Growth of sole is sped up by selective breeding

November 11, 2010 By Robbert Blonk

Dutch doctoral researcher Robbert Blonk has found a way of speeding up the growth of North Sea sole considerably. This may make sole farming more viable.

Solea is the only company in the world farming sole. It was set up around breeding facilities established by IMARES in IJmuiden eight years ago, when it became apparent that sole had all but disappeared from the North Sea. It was not as simple as it seemed - Solea has recently gone bankrupt. But doctoral researcher Robbert Blonk, who has been testing at Solea in the past few years, is confident that it would be worth reviving the company. 'I would invest in Solea myself.'

Sole is difficult to farm. does not work, so the fish have to reproduce naturally in groups, using parent fish caught at sea. This way it takes on average two years for the sole to reach the target weight of 200 grams. That is too long and therefore too expensive.

Twenty percent more

Blonk wanted to speed up this growth by selecting the fastest-breeding sole, but he ran into obstacles here too. A showed that more than half the had come from just six parent fish. Blonk used to select parent fish that were genetically varied, and he also selected the fastest growing parent fish. In two years, this produced sole with a 20 percent higher average weight. In other words: with his selection method the sole reached their target weight in one and a half years instead of two. Blonk also looked into how far the growth of the sole was determined by heredity. It turned out that 25 percent of the growth rate was genetically determined. Another big factor is , as well as the conditions at the fish farm.

Blonk's breeding programme will not produce results in the short term. 'We selected the parents two years ago with this method. Sole reaches reproductive maturity only after four years. The initial results of the breeding programme can therefore only be expected in two years' time.' Blonk's research was funded by Dutch research organization NWO. He will received his PhD on 5 November and then set to work at IMARES.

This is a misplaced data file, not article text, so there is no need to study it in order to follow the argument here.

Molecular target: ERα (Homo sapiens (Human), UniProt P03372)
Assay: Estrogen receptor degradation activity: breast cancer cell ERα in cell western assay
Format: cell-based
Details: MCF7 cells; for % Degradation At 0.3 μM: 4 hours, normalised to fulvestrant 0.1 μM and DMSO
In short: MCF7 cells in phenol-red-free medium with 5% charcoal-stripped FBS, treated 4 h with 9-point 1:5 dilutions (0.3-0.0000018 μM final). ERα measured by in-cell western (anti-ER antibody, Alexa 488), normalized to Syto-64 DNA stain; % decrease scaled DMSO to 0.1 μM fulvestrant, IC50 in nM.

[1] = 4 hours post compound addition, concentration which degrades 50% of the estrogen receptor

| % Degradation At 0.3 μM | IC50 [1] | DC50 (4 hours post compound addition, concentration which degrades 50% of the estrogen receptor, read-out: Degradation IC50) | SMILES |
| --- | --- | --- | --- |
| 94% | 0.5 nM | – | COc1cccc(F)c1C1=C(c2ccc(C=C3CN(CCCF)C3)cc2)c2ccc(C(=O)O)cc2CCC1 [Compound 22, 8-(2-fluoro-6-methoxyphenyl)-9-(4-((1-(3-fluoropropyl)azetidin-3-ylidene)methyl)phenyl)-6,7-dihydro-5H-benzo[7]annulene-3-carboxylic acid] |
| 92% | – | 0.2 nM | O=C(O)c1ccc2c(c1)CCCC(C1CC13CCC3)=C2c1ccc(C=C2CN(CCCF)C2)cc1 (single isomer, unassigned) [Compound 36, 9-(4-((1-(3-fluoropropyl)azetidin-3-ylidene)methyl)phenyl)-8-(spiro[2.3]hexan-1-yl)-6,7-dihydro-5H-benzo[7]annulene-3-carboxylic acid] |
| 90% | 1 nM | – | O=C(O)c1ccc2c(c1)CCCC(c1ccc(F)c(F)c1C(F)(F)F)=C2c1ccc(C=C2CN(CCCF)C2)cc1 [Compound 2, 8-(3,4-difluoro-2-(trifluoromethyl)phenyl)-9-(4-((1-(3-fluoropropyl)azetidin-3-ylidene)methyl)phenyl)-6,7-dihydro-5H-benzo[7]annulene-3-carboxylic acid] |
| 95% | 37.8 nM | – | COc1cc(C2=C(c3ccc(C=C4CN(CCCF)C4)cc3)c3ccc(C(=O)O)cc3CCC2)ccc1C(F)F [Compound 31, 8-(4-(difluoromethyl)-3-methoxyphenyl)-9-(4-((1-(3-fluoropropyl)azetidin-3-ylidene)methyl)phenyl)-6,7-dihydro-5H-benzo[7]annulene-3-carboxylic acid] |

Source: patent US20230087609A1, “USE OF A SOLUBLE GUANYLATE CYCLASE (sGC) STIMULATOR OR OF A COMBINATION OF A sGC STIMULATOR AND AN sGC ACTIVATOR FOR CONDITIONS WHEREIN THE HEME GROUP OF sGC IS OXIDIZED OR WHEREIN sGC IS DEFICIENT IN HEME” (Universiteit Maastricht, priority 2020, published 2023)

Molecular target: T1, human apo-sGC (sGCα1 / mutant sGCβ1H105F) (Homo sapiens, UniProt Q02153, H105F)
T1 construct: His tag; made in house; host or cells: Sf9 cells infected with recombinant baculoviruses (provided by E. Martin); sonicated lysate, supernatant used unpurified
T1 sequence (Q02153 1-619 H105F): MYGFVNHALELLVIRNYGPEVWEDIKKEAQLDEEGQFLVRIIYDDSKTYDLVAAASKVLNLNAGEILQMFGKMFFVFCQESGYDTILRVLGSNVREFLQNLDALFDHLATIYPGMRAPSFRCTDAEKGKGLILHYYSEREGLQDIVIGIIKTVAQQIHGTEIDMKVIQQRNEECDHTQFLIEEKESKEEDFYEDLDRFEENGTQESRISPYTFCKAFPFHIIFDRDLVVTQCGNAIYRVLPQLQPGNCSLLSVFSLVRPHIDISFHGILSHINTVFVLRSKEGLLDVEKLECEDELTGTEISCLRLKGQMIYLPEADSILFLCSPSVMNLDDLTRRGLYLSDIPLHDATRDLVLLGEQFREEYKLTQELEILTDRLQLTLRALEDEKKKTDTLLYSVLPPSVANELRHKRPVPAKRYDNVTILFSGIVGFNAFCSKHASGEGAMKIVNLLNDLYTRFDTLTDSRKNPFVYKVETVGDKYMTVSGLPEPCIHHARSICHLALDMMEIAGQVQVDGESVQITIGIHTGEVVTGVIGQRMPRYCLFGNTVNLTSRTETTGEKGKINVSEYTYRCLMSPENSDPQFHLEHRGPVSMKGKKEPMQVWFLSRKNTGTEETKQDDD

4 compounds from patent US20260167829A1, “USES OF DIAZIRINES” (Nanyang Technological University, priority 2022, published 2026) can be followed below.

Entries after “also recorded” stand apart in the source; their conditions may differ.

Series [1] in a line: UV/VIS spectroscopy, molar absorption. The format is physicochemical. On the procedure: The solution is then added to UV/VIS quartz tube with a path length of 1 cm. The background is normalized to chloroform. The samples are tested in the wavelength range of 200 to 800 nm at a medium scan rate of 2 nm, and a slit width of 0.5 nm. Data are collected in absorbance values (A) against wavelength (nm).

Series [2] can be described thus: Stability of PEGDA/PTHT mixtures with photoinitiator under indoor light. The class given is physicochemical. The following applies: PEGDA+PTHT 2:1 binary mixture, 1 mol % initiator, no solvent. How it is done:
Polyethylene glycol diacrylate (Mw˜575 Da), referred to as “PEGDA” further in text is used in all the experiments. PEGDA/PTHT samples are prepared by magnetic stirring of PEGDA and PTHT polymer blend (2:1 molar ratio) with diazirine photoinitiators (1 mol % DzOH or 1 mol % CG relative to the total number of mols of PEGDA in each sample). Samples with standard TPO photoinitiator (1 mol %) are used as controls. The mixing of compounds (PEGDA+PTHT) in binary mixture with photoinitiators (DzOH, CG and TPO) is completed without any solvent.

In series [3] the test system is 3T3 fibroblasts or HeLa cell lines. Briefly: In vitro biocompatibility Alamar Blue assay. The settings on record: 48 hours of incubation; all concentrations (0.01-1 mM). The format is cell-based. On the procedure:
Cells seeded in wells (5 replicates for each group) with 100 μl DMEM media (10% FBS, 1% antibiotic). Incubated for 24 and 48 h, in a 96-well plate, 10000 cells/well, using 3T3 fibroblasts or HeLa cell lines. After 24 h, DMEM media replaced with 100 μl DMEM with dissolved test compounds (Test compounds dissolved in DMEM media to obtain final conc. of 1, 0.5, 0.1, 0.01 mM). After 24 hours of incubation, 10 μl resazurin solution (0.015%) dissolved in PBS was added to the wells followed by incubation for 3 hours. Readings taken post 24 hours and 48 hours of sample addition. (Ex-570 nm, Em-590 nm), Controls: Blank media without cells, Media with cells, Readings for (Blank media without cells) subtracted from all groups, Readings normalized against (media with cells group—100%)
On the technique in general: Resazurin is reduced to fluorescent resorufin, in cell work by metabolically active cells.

Explore further: Intensive fishing leads to smaller fish

Related Stories

Intensive fishing leads to smaller fish

May 7, 2010

(PhysOrg.com) -- Intensive fishery activities in the North Sea have resulted in evolutionary changes in fish. Fish remain smaller, grow slower and mature sexually earlier. This is postulated by Fabian Mollet, fishery researcher ...

Who's most likely to be swept away?

December 1, 2008

If you think the person most likely to be involved in an avalanche this winter will be a young hot-dogger who doesn't know any better, think again.

Gender-changing fish are studied

April 11, 2006

A University of New Hampshire scientist is trying to determine what causes sex reversals among black sea bass and how to prevent it.

EU sets fish quotas for 2007

December 22, 2006

The European Union fisheries ministers have set the 2007 limits for fish catches in European waters.

Recommended for you

Knowledge gap on the origin of sex

May 26, 2017

There are significant gaps in our knowledge on the evolution of sex, according to a research review on sex chromosomes from Lund University in Sweden. Even after more than a century of study, researchers do not know enough ...

The high cost of communication among social bees

May 26, 2017

(Phys.org)—Eusocial insects are predominantly dependent on chemosensory communication to coordinate social organization and define group membership. As the social complexity of a species increases, individual members require ...

Why communication is vital—even among plants and funghi

May 26, 2017

Plant scientists at the University of Cambridge have found a plant protein indispensable for communication early in the formation of symbiosis - the mutually beneficial relationship between plants and fungi. Symbiosis significantly ...

Darwin was right: Females prefer sex with good listeners

May 26, 2017

Almost 150 years after Charles Darwin first proposed a little-known prediction from his theory of sexual selection, researchers have found that male moths with larger antennae are better at detecting female signals.

0 comments

Please sign in to add a comment. Registration is free, and takes less than a minute. Read more

Click here to reset your password.
Sign in to get notified via email when new comments are made.